Data Analytic Strategy: Researchers will assess the fidelity of implementation in intervention classrooms and the degree to which Classcraft affects student behavior and academic outcomes using linear regression or hierarchical linear modeling. In addition, researchers will examine the outcomes of subgroups as defined by potential individual-level moderators (for example, grade level) and classroom-level mediators (for example, teacher self-efficacy) that may uncover underlying mechanisms that lead to observed outcomes.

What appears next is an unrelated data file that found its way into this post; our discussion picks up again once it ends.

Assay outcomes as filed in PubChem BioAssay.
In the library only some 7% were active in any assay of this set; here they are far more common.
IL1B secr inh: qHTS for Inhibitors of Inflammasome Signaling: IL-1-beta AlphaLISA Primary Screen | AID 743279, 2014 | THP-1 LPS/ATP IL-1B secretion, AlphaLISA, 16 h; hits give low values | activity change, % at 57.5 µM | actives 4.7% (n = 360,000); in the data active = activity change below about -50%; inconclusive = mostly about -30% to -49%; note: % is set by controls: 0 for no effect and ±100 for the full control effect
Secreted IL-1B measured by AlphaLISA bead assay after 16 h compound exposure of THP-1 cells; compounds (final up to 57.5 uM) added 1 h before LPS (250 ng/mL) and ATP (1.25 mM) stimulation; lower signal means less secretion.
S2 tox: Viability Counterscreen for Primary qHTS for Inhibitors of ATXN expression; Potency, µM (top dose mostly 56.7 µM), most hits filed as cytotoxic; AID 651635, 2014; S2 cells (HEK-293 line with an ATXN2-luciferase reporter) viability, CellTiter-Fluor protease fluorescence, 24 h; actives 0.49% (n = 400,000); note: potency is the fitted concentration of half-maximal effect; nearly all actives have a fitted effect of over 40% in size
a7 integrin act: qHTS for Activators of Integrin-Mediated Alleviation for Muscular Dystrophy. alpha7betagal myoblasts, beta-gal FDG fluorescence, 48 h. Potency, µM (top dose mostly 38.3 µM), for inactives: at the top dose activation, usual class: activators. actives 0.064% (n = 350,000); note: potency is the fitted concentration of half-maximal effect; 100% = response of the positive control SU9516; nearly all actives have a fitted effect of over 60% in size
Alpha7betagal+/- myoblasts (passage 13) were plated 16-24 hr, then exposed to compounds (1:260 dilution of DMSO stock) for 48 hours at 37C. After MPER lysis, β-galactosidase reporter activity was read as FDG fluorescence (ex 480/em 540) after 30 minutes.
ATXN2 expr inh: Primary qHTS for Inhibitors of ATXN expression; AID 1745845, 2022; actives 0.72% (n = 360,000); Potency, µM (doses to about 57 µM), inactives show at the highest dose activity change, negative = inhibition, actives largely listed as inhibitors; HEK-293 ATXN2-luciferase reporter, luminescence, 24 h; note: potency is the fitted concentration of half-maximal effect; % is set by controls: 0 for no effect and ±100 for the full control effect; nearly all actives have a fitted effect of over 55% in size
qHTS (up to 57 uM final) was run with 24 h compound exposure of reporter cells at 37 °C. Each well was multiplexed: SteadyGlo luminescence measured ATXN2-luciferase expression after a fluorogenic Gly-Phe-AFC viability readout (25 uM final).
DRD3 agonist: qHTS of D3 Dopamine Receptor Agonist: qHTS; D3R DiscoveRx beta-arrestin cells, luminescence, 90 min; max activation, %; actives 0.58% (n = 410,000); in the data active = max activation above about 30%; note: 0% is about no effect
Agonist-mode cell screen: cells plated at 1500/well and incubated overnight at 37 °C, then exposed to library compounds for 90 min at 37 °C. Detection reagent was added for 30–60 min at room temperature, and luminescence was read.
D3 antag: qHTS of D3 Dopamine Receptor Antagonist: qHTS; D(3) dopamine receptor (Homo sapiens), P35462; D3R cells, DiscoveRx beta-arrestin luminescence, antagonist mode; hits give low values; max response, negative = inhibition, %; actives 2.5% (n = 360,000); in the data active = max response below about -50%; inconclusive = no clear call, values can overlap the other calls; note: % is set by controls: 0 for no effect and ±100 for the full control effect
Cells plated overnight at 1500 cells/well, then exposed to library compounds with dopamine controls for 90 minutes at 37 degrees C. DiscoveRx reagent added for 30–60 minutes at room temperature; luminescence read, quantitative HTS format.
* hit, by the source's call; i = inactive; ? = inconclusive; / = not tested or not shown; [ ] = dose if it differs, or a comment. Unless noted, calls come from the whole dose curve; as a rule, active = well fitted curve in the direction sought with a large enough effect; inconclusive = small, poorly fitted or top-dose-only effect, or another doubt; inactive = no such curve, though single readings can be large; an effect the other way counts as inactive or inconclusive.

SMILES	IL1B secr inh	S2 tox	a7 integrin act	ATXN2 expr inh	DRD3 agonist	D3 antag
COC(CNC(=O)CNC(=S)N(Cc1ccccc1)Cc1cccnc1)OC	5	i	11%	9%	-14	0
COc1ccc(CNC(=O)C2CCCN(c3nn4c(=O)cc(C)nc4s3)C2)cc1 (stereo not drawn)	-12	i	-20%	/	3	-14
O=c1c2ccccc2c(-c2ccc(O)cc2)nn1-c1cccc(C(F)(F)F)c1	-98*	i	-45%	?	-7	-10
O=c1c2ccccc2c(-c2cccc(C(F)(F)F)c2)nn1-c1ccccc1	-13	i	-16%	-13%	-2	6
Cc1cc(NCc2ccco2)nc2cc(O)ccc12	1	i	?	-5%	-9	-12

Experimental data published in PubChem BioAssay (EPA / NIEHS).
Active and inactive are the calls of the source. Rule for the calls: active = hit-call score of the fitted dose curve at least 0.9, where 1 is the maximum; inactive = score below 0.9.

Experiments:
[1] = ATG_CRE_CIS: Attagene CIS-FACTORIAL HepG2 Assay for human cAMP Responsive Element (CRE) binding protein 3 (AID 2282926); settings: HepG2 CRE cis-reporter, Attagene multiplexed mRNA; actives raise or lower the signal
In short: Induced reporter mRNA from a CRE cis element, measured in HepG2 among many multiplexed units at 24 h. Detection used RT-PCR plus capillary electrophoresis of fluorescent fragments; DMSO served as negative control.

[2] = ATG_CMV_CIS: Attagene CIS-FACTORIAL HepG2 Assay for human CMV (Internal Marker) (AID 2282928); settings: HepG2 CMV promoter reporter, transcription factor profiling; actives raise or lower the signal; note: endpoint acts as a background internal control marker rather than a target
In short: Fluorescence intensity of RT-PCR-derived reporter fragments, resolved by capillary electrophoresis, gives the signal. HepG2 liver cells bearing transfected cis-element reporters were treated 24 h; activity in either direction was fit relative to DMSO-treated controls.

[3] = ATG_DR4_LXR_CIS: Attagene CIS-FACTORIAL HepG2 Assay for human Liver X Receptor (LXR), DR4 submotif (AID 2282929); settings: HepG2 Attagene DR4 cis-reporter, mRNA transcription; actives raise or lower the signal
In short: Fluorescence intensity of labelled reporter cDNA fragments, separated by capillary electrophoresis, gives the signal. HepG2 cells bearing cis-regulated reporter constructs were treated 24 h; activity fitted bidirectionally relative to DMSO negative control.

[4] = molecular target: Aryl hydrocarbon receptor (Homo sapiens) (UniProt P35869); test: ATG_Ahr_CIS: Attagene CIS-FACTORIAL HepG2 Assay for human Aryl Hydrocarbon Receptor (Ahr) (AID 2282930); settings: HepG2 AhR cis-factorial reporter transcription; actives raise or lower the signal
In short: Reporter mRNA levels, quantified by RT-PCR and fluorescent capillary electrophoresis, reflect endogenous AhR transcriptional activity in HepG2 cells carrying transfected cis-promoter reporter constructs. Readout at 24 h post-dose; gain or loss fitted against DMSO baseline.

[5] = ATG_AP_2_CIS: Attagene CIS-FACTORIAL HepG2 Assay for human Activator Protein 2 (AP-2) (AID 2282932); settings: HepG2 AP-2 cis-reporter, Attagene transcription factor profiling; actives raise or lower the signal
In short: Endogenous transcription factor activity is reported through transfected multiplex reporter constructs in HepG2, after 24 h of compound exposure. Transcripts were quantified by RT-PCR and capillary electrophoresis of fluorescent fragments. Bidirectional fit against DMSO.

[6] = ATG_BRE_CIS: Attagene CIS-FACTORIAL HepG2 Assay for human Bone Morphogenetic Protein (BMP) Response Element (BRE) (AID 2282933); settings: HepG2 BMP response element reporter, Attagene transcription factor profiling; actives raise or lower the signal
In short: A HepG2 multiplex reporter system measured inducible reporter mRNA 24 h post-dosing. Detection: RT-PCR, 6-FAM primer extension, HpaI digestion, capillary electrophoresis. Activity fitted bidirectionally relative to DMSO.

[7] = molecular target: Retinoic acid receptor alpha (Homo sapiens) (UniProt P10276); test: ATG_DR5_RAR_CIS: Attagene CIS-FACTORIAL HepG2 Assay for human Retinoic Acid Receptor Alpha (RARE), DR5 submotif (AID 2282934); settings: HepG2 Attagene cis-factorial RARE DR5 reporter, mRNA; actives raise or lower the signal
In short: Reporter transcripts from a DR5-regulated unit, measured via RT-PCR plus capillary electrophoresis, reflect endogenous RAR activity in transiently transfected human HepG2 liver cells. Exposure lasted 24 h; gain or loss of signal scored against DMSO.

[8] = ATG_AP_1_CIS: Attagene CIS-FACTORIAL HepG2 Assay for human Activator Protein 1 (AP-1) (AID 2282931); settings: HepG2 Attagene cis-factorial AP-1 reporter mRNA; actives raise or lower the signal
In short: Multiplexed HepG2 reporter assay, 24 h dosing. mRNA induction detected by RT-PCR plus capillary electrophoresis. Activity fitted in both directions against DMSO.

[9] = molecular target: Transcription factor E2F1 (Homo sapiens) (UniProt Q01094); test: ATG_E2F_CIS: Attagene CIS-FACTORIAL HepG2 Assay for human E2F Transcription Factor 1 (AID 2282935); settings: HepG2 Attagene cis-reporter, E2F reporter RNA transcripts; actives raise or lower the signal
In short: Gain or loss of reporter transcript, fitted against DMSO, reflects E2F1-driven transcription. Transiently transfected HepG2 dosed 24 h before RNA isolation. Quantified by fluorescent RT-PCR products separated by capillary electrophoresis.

Cost Analysis: Researchers will use the ingredients method to account for the costs incurred during Classcraft program implementation and opportunity costs. Researchers will follow the steps in the ingredients method for both the intervention and control group. In measuring both key outcomes and program costs, researchers will calculate a cost-effectiveness ratio. This ratio allows stakeholders to understand the resources needed to produce the observed effects for Classcraft.